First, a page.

The Shedu

Prompt This Week: 21. A very ancient colossus in a very ancient desert. Face gone—no man hath seen it.

Research: Look Upon My Wonders, And Despair!

Dear His Imperial Majesty and Protector of the Faith,

As you requested, I have continued to take a record of the disturbances that plague your kingdom. I have ridden far, from the jewel of Istanbul to the southern lands where Arab tribesmen dwell. And it was there I encountered my unfortunate delay.

I was investigating reports of a lost manuscript, one from Bablyon that had been smuggled south and lost in a sand storm, when I heard from a travelling merchant of another oddity: a statue in a mountain, near the Basket of Gold.  Raiders from the early days of the Caliphate had settled around it, and was haunted by djinn of ill repute and fickle nature.  The merchant, who introduced himself as Rostam Al-Dahak, offered to guide me to those who inhabited the area now, who he assured me where more civilized folk.

Thus, with steel by my side, I made my way out into the Azir Mountains, south of the City of the Prophet a good ways before we arrived at the strange tribes men. The merchant made good on his introductions, speaking some unfamiliar tongue. He explained that besides the Holy Koran, the people here knew not a wit of Arabic. They spoke some language of their own, precious to them since Babel. Despite that, he spoke some as well.

The tribesmen, simple folk with iron weapons bought with wool and sheep, where a bit alarmed at my presence. Rostam explained that they were very wary of outsiders, particular men from Medina. They thought the secrets of iron and textiles the work of ghuls and desert spirits that conspired against the Prophet. The belief seemed strange at the time, but we shall get to that shortly.

For the time being, Rostam brought me to the headman, a man that the Lord of Creation granted a long life and a healthy mind. His beard was short and white, a cloud puffing out of his chin. He wore a woolen robe and hood even indoors, and spoke with Rostam briefly in their own language.  The elder meddled with some beads before nodding along a bit. What follows is the best transcription I can manage, translated by my dear Rostam, and summarized for purposes of time.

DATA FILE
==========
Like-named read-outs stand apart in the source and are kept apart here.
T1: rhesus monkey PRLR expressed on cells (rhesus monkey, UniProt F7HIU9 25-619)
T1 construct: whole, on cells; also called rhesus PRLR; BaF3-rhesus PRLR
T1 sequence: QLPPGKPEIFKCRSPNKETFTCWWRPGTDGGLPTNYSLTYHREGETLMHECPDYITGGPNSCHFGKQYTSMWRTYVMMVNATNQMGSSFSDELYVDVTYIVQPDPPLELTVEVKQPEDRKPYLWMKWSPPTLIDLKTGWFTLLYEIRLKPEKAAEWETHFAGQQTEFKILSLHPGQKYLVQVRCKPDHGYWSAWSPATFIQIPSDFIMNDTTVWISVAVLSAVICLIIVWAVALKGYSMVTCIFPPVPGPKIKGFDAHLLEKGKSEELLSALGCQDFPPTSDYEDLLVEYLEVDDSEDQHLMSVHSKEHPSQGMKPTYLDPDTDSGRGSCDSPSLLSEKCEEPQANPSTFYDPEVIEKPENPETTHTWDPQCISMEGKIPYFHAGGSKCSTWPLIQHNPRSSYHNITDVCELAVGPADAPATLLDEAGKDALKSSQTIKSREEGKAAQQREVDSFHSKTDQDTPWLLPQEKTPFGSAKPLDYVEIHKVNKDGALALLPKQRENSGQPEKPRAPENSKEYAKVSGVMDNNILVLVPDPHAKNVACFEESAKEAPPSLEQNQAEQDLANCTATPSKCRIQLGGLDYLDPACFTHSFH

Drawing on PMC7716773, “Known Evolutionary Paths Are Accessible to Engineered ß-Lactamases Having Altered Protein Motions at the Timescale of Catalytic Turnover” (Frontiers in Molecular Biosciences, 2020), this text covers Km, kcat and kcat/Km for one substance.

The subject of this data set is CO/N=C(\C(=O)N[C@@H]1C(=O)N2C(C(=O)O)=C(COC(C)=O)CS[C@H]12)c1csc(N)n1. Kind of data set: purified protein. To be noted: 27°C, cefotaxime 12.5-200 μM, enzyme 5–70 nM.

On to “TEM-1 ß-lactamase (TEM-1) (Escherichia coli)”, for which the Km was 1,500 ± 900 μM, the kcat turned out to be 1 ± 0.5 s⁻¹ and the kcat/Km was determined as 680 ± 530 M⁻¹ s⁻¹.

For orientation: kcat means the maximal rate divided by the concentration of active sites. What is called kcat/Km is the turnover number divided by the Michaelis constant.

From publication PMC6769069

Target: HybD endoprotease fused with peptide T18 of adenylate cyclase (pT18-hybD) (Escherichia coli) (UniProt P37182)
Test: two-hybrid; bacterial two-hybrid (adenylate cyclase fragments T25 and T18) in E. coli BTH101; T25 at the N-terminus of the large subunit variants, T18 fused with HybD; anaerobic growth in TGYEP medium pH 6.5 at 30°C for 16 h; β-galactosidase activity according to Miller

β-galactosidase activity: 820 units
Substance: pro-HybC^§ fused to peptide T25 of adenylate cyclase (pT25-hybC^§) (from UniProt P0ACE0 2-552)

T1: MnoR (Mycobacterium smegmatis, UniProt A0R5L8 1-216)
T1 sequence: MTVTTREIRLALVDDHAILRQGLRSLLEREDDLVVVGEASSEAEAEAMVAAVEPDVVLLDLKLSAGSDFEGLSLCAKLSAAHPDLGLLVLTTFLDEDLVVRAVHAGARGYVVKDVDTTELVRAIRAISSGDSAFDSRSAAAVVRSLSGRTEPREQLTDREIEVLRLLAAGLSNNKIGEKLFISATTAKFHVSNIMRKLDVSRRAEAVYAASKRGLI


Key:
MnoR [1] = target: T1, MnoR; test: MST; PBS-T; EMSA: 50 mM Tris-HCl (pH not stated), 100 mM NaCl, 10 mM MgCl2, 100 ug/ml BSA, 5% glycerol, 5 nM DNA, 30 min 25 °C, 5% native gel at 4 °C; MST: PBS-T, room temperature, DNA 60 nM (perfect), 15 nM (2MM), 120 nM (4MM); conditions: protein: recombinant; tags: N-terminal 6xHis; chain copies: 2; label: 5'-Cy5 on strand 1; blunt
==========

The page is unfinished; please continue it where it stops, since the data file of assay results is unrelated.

There is, according to the esteemed elder of the tribe, a mountain that was hollowed out by an ancient sorcerer, who tamed the winds and forced them to raise metals and jewels, that he might have a paradise hidden form the eyes of the Lord. Vain in his deeds and hopes, he made metal halls and shining stars, binding strange servants of brass and light. Fiery ifrits were forced to serve him, and in the dark halls he prayed wastefully to idols carved in stone and offered sacrifices atop fiery altars made by the giants of Ad and Gog.

The foul sorcerer could not, of course, avoid the gaze of God. Even in that time before the Prophet, peace be upon him, walked the earth, holy men abound. A number of them gathered around the entrance to the sorcerous chamber.  They pounded their staves on the ground, and uttered many prayers to end the abominable practices that occurred there.  And there faith was that of the esteemed desert hermits, such that the Ineffable One moved the mountains.

The earth shook and scarred as the, as Rostam put it, wind of death descended into the hold from its resting place in the peak. Howling like raging wolf, it descended upon the halls, many armed in its terror and strangled all it found with a hundred limbs of smoke. And it tore and rent all of its contents, its singing swords, its women of metal, and its dark writings.  But the power born in Ad’s statue frightened the wind, and it cowed about it, before being recalled unto heaven. So the place still stood, surrounded by the work of the Carrion Wind.

The elder started then speaking in hushed and more rapid tones, and Rostam did his best to convey the knowledge.  They said that the mountain had laid abandoned thus since, but raiders and nightly demons still made offerings to the strange statue, that its foul powers aid them.  They walk atop desert storms and storms with drums of thunder when it is pleased. When it is not sated, the shepherds see hosts of locusts and worse growing on the distance.

The elder admitted to Rostam that he could show us the way to the strange fortress. It was not a hidden place, he said, to those who knew the mountains. He sent with us a shepherd who had slipped into sleep that day. He laid us faithfully, if reluctantly, to the mountain. A pillar of stone that was stained black in places. Wounds seemed to have been struck along it sides, such that a number of springs bubbled strange rivers out. A great cavern stood along the side, between the four rivers of bile. Surely, great shadow of the Lord, it was something forsaken by Nature and Man if not by the Lord of the World.

Rostam and I proceeded alone. Not even the stern shame of sloth would motivate our guide to enter that dimly lit cavern. Lanterns in hand we entered the belly of the beast.  Its sides shone as if wrought from iron and steel, and were cool to the touch. The ground was a single piece of metal, a passage way more completely crafted than any other. The reflection of the fire danced upon the sides. The air was thick as we descended deeper and deeper. At last we lighted upon the room of the Carrion Wind.

There was in fact a statue there, a colossus unlike anything these tribesmen had ever seen. I, however, and no doubt yourself, Commander of the Faithful, recognized it swiftly. A tall and might form, that resembled a lions, with something like a man’s head, and a pair of thrown back wings. Two bull horns poked from its top. Certainly, it was nothing more than a mere pagan idol. It was well made, certainly, with the only flaw being the cracked and smashed face.